During the last session this process is exactly what the governor had initially proposed, basing his strategy upon the results of the Tax Code Task Force report but conveniently without benefit of any prospect of a global fix. Perhaps isolated legislation was viewed as clever politics but fortunately many in the legislature understood the implications and all bills died. Though he is making a strong case for these “reform” bills once again, as long as they are not part of a revenue neutral global change then they are counterproductive to good government and must not pass individually.
Do we need a new fiscal structure? Yes, but only if it serves as the underpinning of a complete overhaul of state government. We need a new fiscal structure that is streamlined, revenue neutral, and business friendly, true, but if we peel back the layers of the onion on the administration’s narrative that is not what is currently behind this conversation.
Let me reiterate my position. We are not in a fiscal crisis, but it is time to discuss meaningful reform of all levels of government. We must address a short-term shortfall but must not be stampeded by a crisis mentality into helping the governor strengthen the flawed philosophy that has kept us down. We should be concerned only for the long term and that means reform at all levels and not just using the concept of fiscal reform to address our short term issues.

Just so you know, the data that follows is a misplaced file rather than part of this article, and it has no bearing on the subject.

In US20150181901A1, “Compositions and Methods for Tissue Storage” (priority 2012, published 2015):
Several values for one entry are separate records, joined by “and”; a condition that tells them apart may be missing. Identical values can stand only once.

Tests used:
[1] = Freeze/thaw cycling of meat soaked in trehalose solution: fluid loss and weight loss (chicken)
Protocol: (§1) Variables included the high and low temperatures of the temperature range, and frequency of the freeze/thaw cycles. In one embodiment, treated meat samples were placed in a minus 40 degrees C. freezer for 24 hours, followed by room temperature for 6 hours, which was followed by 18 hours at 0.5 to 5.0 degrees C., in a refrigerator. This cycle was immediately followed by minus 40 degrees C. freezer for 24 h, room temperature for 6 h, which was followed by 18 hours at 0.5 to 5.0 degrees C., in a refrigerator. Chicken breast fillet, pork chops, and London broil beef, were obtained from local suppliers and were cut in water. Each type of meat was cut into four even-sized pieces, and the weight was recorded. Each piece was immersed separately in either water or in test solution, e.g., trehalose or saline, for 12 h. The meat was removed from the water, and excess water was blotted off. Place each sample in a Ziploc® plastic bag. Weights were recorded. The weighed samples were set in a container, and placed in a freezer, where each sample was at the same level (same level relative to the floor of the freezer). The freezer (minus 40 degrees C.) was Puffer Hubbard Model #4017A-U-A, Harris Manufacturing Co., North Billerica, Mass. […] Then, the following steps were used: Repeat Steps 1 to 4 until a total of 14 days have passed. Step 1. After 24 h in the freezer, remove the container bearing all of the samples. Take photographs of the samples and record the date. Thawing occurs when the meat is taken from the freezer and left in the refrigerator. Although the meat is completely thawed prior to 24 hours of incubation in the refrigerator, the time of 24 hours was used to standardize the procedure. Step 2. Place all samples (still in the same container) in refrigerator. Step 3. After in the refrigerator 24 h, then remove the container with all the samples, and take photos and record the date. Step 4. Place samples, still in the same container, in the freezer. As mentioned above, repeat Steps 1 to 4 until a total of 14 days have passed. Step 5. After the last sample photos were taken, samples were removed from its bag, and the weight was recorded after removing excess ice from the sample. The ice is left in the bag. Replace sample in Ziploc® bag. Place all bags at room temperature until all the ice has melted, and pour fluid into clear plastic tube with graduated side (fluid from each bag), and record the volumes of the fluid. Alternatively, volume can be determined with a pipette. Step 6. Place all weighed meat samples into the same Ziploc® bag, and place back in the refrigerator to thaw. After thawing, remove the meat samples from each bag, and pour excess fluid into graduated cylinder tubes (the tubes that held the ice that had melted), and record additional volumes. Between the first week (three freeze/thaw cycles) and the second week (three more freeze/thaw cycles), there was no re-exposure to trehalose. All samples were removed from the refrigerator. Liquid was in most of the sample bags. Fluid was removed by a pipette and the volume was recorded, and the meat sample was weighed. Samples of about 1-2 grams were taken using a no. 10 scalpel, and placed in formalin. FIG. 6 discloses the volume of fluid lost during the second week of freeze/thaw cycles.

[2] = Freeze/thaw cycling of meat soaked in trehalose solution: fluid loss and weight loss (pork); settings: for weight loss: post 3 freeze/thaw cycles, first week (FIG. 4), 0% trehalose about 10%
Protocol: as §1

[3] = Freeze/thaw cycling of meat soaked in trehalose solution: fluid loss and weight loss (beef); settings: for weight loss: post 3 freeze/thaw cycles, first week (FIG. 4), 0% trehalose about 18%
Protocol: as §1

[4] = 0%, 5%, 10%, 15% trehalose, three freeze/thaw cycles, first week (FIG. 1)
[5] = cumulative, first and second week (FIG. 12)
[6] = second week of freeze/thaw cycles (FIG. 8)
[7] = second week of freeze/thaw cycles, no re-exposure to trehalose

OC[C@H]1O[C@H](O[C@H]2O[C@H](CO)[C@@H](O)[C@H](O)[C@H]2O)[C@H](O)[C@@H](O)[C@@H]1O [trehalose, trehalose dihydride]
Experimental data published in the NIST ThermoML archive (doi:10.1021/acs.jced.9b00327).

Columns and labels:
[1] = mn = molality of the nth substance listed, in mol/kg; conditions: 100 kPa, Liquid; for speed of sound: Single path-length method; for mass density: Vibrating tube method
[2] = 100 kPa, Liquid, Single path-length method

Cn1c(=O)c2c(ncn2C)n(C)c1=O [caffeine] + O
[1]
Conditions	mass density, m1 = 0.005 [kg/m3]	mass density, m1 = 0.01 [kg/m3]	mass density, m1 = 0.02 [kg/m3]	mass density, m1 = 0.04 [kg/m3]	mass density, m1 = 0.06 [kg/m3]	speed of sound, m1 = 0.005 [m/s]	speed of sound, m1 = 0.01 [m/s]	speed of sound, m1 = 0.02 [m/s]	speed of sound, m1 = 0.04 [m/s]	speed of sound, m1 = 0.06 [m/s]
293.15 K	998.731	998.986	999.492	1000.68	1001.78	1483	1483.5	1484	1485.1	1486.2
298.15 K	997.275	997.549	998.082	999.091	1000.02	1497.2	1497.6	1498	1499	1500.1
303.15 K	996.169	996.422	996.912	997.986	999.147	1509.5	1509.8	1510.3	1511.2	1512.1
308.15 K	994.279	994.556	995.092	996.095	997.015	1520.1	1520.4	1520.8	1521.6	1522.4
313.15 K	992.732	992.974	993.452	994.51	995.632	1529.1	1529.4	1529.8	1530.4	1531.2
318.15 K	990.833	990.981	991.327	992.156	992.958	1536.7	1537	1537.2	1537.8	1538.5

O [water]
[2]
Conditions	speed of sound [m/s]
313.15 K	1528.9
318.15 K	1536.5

If and when we decide to have a constitutional convention it must not be one limited in scope or one that is controlled by those who would use the concept as cover to raise more revenue to support the status quo. If we have a constitutional convention we must be very concerned about its membership and especially who has the ultimate control; a convention driven by “Louisiana Way” political considerations or by those who want to protect and expand the status quo – the one leading to the current “crisis,” that is – would be far worse than just staying with what we have.
If we decide to address our fiscal issues through the legislative process, then it must be by way of an interlocked, global package of bills and not through isolated bills. A global path could lead to a better outcome for our state; an isolated bill path such as what the governor proposes is assured to result in more taxes with no reform of any kind. Pay attention to who promotes which approach and that will expose who is really interested in the long term health of our state and who is just using subterfuge to disguise a desire to maintain that pesky status quo.
To be sure, there are many sincere people who think that a fiscal-only convention or accepting just any legislative changes, even if they are not a global fix, are good ideas – especially if they buy the “crisis” being promoted by the governor. In many cases they believe this because they are frustrated with little or no progress in this state and they believe somehow that just addressing some fiscal issues will solve our problems. Unfortunately they are wrong and such a simplistic course of action would only shore up the very faults in our state that have led us to being last in almost every socio-economic measures.